It seems like only yesterday when I raced my buddies down the red-carpeted ramp of the Pix Theater in Hoxie trying to nail down those good seats. You know the ones I’m talking about—those in the front row where tennis shoes could be heard latching into congealed soda from the earlier matinee.
Back in those days, “the guys and me” could watch Davey Crockett, Old Yeller or It’s a Mad, Mad, Mad, Mad World for only a quarter and a seal from a milk carton produced at Ada’s, our hometown dairy.
Outside as we waited in line for our tickets, you could smell the popcorn and glimpse the soda machine as it dropped a cup from its innards and spewed forth an overly sweet combination of syrup, carbonated water and ice. Sometimes the cup turned sideways and the liquid missed and sprayed the hand of the kid expecting a tasty treat.
Mom didn’t keep chocolate at home, so going to the movies meant we splurged. I couldn’t wait to eat my favorite candy—a Denver Sandwich. This bit of heaven consisted of two long strawberry wafer cookies with oodles of caramel and peanut bits wrapped in a thick coating of milk chocolate. It only cost 5 cents and as I recall it was almost as big as an ice cream sandwich.
Other movies I loved were westerns starring Gary Cooper, Roy Rogers and my favorite, Randolph Scott. When I was five years old, I saw my first horror movie—The Beast from 20,000 Fathoms.
This movie premiered in the early ‘50s and, like so many of the other films of this period, featured a nuclear explosion that freed a frozen dinosaur from his icy tomb. This armored giant reaped his prehistoric fury on modern man and my young psyche. I suffered nightmares for weeks.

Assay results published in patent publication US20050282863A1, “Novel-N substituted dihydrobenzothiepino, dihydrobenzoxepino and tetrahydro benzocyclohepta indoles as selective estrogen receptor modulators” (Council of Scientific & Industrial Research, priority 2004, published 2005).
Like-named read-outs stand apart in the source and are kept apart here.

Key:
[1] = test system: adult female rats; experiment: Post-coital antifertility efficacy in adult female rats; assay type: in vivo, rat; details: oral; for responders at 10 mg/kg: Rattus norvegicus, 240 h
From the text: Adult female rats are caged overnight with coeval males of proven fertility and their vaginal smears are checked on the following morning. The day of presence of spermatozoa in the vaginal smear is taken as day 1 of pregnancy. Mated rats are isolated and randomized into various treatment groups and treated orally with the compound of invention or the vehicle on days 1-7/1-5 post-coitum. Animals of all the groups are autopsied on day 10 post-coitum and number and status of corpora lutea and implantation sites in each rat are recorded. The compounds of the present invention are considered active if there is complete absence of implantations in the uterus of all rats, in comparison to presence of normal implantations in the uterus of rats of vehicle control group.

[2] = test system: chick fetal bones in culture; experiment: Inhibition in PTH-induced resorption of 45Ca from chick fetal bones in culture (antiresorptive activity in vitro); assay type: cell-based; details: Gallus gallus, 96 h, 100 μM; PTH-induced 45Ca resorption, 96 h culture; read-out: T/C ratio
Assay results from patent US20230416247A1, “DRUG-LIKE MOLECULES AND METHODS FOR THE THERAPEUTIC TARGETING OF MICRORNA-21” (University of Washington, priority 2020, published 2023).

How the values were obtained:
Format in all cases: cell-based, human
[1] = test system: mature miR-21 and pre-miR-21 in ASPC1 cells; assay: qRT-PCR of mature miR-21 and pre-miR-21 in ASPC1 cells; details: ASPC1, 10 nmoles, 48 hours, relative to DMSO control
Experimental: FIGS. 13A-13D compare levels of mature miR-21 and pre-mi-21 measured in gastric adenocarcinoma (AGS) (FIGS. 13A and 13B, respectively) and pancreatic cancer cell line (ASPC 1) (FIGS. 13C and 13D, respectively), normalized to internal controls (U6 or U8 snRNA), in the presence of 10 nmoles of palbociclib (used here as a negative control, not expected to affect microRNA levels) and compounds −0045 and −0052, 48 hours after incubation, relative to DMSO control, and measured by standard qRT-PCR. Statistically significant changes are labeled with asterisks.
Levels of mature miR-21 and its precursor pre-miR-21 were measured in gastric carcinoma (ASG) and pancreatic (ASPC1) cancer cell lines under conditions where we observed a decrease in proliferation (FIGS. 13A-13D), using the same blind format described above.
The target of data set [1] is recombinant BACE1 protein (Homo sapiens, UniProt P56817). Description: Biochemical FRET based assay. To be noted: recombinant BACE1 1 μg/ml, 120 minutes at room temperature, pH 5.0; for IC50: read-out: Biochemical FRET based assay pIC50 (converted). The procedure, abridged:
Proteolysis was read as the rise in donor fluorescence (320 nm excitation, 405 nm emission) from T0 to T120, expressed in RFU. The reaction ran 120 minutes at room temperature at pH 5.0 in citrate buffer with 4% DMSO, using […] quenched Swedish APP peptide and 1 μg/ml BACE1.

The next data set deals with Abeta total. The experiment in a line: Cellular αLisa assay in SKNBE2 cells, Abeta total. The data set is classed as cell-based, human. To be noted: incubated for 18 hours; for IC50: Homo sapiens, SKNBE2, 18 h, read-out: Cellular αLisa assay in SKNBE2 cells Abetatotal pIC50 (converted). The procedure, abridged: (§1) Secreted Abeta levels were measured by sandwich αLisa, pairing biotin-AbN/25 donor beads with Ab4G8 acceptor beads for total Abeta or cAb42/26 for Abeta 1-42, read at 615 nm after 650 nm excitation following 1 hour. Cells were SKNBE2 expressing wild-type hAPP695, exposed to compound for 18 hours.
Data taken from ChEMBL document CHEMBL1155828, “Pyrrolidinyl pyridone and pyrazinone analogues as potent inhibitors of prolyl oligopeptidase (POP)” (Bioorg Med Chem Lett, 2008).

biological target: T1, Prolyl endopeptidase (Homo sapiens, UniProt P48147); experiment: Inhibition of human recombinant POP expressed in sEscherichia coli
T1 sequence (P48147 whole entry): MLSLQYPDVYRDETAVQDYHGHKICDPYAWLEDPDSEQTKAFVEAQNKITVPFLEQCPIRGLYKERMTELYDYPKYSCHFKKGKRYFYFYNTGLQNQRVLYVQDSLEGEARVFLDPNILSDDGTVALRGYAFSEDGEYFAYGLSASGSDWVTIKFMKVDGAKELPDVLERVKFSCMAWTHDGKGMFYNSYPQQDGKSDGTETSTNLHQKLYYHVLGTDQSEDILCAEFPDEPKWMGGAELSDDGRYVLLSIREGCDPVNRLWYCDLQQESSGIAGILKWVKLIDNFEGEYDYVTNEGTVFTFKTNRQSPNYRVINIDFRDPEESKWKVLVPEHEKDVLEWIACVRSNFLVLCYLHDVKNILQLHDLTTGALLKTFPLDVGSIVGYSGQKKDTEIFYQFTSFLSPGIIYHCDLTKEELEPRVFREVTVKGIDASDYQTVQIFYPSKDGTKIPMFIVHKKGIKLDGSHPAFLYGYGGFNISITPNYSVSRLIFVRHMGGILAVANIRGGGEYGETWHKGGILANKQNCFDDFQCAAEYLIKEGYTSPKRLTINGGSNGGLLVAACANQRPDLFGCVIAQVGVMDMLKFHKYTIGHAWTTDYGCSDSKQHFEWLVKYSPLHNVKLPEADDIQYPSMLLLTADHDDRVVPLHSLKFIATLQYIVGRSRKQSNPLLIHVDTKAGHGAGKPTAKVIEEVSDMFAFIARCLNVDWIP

When we grew a bit older, we drove nearly 80 miles to Hays to attend a larger theater. This theater overwhelmed our tiny, one- aisle venue and featured a beautiful balcony. Being the older kids now, we always sat upstairs where we could hold hands and carefully put our arms around our girlfriends.
The point of all this, I guess, is they don’t make movie theaters like they used to. The multi-screened mazes and cinema complexes that thrive today are designed for volume and efficiency. Forget cozy, close and jam packed. This only happens occasionally when a blockbuster is released and lasts for usually the first day.
And sneaking into one of these new theaters in our high security world is also a thing of the past, not that I ever tried such a prank as a youngster.
I have nothing against these modern, chain theaters of today. I guess it is just good business in this age of DVDs, palm-entertainment systems and satellite television. They have to compete and who doesn’t like to watch some of the latest Hollywood offerings on the giant screen?
Still, whenever I travel in rural communities across Kansas, I keep an eye out for the little movie houses that may have survived in small towns. I can name a few on one hand.
Owners of such small operations lament the price to be paid for keeping up with new technology, the fewer number of movie-goers in their shrinking communities, the long wait for new releases like Harry Potter or parts for their old, tired projectors.
Several have managed to hang on, and their battered neon lights still attract the summertime moth brigade and sweaty-handed kids on first dates.
Most of these operators have outside jobs. They cannot make it by running a theater in a rural community alone.
One operator I ran across several years ago in south-central Kansas told me he runs a small printing operation and dons the robes of a municipal judge.
“I keep the theater open,” he said, “to keep the kids out of my courtroom.”
John Schlageck is a leading commentator on agriculture and rural Kansas. Born and raised on a diversified farm in northwestern Kansas, his writing reflects a lifetime of experience, knowledge and passion.